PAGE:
The Potash Corporation of Saskatchewan has issued a blow to one of the Alward government's hopes for job creation in the province.

The company is laying off more than 1,000 people, including 130 in New Brunswick, due to what it describes as slumping demand for its potash and phosphates, which are used to make fertilizer.

Just last week the provincial government issued a request for expression of interest to explore for and mine potash in New Brunswick.

Expansion of the potash industry can play a major role in bringing investments, revenue and jobs to the province, Energy and Mines Minister Craig Leonard had said.

The PotashCorp layoffs in New Brunswick will begin in March and will be permanent, said Stewart Brown, manager of the mine in Penobsquis, near Sussex.

hi-nb-potash-corp-852

The 130 layoffs in New Brunswick will begin in March and will be permanent, says mine manager Stewart Brown. (CBC)

Demand has been flat, but the company will push ahead with opening a nearly $2-billion mine next year, said Brown. The new Picadilly plant, located next to the existing facility, can produce twice the volume with lower operating costs, he said.

About 100 of the 530 existing workers have already moved over to the Picadilly project. Brown expects about 400 will eventually find a place there.

'Devastating' for town

Picadilly will not ramp up to full production, however, while the markets are soft, he said.

"We haven't seen the growth in the emerging markets that we had hoped for. We built the production capability that would allow us to service those emerging markets as they come online, but at this time there still has been some reluctance in terms of actually purchasing product."

Potash from Sussex will continue to be shipped through Port Saint John until about June, said Brown. Potash accounts for more than a third of the port's revenue.

Sussex Mayor Marc Thorne says many families in his town will be devastated after hearing about the job cuts.

"People have always looked to the mine to supply high-paying jobs that are career oriented and for a lot of people, the mine being here has provided an opportunity to stay in the area and raise their families and have a successful career," he said.

The town is used to the ups and downs of the potash markets and temporary layoffs, but this time, the cuts are permanent, said Thorne.

Information meetings for the non-unionized workers began at 7:30 a.m. on Tuesday and were expected to continue into the evening.

The most senior workers will be asked to consider voluntary severance packages.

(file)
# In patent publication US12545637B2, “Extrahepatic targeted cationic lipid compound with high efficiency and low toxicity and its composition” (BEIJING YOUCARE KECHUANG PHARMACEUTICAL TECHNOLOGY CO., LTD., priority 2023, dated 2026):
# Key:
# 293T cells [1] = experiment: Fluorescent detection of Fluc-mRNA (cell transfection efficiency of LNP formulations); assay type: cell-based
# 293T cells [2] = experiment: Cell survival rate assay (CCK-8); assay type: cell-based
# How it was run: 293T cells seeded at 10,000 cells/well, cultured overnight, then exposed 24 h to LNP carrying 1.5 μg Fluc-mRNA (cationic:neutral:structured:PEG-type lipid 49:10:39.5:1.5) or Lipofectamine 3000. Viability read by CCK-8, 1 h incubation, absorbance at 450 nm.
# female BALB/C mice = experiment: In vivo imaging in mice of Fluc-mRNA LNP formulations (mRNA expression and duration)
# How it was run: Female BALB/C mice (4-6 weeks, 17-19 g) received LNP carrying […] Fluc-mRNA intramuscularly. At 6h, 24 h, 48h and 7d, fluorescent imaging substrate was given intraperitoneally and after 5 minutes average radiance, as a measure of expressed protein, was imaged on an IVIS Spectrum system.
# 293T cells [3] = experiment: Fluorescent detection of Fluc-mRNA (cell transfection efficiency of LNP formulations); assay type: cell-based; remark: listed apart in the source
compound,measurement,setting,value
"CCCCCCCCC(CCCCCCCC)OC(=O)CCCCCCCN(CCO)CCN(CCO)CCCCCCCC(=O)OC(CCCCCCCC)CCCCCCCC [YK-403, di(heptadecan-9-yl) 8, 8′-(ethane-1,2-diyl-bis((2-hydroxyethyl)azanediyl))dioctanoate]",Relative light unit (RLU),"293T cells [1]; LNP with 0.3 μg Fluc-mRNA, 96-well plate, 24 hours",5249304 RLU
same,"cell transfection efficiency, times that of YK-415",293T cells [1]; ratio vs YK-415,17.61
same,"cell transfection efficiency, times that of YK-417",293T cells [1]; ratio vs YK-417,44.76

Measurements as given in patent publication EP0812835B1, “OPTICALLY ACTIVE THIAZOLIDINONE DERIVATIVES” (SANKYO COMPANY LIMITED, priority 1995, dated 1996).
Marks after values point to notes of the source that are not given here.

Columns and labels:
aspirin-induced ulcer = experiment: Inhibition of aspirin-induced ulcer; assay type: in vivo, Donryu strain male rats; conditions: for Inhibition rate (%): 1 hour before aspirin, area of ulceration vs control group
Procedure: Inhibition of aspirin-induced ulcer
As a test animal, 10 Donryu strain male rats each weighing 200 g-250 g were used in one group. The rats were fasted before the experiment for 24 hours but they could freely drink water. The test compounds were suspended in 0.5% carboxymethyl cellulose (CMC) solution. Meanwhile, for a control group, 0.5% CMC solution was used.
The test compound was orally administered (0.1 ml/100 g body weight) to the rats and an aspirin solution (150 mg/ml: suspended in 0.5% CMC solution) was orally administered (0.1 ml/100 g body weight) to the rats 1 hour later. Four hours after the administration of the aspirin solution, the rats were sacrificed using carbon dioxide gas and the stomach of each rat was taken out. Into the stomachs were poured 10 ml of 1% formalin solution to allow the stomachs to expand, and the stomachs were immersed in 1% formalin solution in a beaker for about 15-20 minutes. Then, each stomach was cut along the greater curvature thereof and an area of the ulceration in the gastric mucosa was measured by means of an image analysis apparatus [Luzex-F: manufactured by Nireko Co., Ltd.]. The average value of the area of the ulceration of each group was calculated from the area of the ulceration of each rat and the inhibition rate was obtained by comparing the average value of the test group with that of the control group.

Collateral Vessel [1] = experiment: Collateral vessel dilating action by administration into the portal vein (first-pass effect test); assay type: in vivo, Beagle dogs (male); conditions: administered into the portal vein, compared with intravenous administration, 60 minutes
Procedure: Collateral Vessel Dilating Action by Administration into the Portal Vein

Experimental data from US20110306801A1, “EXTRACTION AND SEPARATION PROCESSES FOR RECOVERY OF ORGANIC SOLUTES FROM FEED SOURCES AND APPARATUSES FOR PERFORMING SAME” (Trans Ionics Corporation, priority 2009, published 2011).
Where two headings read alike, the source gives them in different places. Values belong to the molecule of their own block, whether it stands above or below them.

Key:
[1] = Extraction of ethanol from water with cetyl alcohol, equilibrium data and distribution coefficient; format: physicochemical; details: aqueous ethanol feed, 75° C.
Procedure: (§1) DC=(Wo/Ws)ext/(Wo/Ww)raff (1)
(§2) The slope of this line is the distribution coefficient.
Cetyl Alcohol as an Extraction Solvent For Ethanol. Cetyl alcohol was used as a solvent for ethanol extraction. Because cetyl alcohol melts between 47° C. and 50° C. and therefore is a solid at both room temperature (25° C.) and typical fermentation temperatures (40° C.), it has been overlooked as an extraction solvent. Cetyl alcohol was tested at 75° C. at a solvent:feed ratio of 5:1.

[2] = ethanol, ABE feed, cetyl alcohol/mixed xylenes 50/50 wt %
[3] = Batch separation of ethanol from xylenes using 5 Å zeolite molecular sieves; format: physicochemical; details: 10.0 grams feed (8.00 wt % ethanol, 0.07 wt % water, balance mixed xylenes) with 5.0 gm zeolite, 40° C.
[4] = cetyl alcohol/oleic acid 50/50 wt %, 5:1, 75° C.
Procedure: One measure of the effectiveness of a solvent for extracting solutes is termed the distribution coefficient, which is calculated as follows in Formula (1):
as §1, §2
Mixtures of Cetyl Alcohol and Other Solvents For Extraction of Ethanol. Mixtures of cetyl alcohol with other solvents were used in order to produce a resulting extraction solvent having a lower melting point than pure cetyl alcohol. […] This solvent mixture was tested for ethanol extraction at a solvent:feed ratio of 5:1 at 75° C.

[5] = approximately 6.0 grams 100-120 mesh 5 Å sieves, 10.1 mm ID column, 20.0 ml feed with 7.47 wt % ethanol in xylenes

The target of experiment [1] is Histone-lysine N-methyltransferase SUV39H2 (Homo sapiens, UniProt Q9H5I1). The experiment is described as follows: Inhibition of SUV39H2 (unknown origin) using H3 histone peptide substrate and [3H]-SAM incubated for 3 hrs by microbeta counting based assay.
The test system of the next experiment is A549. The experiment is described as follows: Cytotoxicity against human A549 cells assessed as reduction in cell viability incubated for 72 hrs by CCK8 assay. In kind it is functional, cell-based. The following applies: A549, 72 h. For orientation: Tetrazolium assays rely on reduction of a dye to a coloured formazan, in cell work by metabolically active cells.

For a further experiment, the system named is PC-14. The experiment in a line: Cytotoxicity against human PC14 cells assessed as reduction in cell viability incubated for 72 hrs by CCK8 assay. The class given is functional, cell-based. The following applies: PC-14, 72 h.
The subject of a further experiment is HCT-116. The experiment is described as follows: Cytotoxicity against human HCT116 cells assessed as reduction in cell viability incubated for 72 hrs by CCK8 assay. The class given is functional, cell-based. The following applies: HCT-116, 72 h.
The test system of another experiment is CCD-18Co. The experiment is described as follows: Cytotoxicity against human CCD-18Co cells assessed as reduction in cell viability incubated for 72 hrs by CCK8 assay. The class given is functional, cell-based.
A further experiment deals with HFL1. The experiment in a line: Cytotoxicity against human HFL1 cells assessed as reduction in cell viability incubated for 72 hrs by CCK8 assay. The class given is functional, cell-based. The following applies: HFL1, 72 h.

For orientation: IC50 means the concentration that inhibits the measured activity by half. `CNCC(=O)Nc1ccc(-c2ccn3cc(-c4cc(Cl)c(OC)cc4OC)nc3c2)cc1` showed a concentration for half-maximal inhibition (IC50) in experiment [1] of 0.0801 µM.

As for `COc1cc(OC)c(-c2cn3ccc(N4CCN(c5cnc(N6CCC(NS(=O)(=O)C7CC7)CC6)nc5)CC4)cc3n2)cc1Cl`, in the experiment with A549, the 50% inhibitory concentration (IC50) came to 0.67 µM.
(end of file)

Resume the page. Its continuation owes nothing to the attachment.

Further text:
Atlantic Potash continues exploration

Meanwhile, the Atlantic Potash Corporation, which has a three-year agreement with the provincial government to explore the feasibility of building a mine in Millstream, west of Sussex, recently completed 3D seismic exploration of the area, according to an emailed statement from one of the directors, Keith Attoe.

"The potash industry is experiencing fluctuations in demand and pricing that occur from time to time. These fluctuations are not new to us and at current levels do not affect our projects at Millstream or in the Saint John Industrial Park," Attoe said.

The 3D data has been sent off for computer modeling, which could take up to six months, he said.

The company's next step in assessing the potash deposits in the area is to drill for core samples, said Attoe. Preparation work for that is already underway with drilling expected to start early in the new year and be completed before Labour Day, he said.

Atlantic Potash Corporation holds key mineral rights for about 10,000 hectares of land in Millstream.

The company's website says New Brunswick stands to benefit from $4.5 million in capital costs during the exploration phase, more than 16,700 direct and indirect jobs during the construction phase, and about $40 million annually during operation.

The GDP contribution is expected to be $1.3 billion during construction and $193 million annually during operation, the website states.

New Brunswick could also see about $160 million in taxes during construction and $23 million in annual taxes during operation, according to the website.